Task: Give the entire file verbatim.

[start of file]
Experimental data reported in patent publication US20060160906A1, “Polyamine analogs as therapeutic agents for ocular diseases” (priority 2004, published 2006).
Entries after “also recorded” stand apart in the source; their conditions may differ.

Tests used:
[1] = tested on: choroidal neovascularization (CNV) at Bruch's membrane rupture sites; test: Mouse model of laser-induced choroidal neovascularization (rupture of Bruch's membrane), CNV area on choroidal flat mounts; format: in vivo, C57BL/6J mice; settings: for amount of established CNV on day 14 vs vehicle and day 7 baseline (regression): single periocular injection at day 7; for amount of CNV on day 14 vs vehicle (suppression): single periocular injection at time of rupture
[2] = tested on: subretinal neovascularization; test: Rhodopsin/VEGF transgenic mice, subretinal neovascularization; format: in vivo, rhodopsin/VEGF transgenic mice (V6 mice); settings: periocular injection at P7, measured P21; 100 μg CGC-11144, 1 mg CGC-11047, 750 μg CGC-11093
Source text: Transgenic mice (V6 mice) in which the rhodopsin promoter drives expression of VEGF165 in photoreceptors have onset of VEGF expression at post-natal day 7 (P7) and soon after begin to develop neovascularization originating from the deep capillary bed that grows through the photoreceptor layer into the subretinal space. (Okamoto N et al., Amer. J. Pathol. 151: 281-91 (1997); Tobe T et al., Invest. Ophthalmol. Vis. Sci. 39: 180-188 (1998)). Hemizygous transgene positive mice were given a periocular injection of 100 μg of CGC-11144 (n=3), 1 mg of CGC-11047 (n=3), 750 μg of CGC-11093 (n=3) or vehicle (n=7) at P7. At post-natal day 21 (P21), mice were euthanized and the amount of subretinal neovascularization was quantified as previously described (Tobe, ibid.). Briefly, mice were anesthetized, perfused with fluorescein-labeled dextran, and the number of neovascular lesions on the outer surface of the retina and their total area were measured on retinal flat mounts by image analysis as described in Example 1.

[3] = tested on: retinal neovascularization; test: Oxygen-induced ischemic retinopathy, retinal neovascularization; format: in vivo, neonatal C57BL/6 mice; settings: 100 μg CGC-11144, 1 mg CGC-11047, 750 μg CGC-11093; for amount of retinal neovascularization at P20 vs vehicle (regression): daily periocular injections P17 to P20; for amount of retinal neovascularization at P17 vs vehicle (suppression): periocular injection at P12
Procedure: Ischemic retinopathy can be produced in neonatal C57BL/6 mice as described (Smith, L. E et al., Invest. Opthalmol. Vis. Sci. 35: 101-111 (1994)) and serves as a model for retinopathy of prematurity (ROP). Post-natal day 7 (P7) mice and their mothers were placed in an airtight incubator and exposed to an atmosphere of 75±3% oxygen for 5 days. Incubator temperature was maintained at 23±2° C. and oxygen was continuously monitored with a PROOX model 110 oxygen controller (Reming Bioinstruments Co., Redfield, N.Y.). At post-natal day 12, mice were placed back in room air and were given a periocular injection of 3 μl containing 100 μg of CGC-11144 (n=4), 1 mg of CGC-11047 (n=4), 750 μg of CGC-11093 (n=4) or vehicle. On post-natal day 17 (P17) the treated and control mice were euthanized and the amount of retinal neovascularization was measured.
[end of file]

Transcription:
Experimental data reported in patent publication US20060160906A1, “Polyamine analogs as therapeutic agents for ocular diseases” (priority 2004, published 2006).
Entries after “also recorded” stand apart in the source; their conditions may differ.

Tests used:
[1] = tested on: choroidal neovascularization (CNV) at Bruch's membrane rupture sites; test: Mouse model of laser-induced choroidal neovascularization (rupture of Bruch's membrane), CNV area on choroidal flat mounts; format: in vivo, C57BL/6J mice; settings: for amount of established CNV on day 14 vs vehicle and day 7 baseline (regression): single periocular injection at day 7; for amount of CNV on day 14 vs vehicle (suppression): single periocular injection at time of rupture
[2] = tested on: subretinal neovascularization; test: Rhodopsin/VEGF transgenic mice, subretinal neovascularization; format: in vivo, rhodopsin/VEGF transgenic mice (V6 mice); settings: periocular injection at P7, measured P21; 100 μg CGC-11144, 1 mg CGC-11047, 750 μg CGC-11093
Source text: Transgenic mice (V6 mice) in which the rhodopsin promoter drives expression of VEGF165 in photoreceptors have onset of VEGF expression at post-natal day 7 (P7) and soon after begin to develop neovascularization originating from the deep capillary bed that grows through the photoreceptor layer into the subretinal space. (Okamoto N et al., Amer. J. Pathol. 151: 281-91 (1997); Tobe T et al., Invest. Ophthalmol. Vis. Sci. 39: 180-188 (1998)). Hemizygous transgene positive mice were given a periocular injection of 100 μg of CGC-11144 (n=3), 1 mg of CGC-11047 (n=3), 750 μg of CGC-11093 (n=3) or vehicle (n=7) at P7. At post-natal day 21 (P21), mice were euthanized and the amount of subretinal neovascularization was quantified as previously described (Tobe, ibid.). Briefly, mice were anesthetized, perfused with fluorescein-labeled dextran, and the number of neovascular lesions on the outer surface of the retina and their total area were measured on retinal flat mounts by image analysis as described in Example 1.

[3] = tested on: retinal neovascularization; test: Oxygen-induced ischemic retinopathy, retinal neovascularization; format: in vivo, neonatal C57BL/6 mice; settings: 100 μg CGC-11144, 1 mg CGC-11047, 750 μg CGC-11093; for amount of retinal neovascularization at P20 vs vehicle (regression): daily periocular injections P17 to P20; for amount of retinal neovascularization at P17 vs vehicle (suppression): periocular injection at P12
Procedure: Ischemic retinopathy can be produced in neonatal C57BL/6 mice as described (Smith, L. E et al., Invest. Opthalmol. Vis. Sci. 35: 101-111 (1994)) and serves as a model for retinopathy of prematurity (ROP). Post-natal day 7 (P7) mice and their mothers were placed in an airtight incubator and exposed to an atmosphere of 75±3% oxygen for 5 days. Incubator temperature was maintained at 23±2° C. and oxygen was continuously monitored with a PROOX model 110 oxygen controller (Reming Bioinstruments Co., Redfield, N.Y.). At post-natal day 12, mice were placed back in room air and were given a periocular injection of 3 μl containing 100 μg of CGC-11144 (n=4), 1 mg of CGC-11047 (n=4), 750 μg of CGC-11093 (n=4) or vehicle. On post-natal day 17 (P17) the treated and control mice were euthanized and the amount of retinal neovascularization was measured.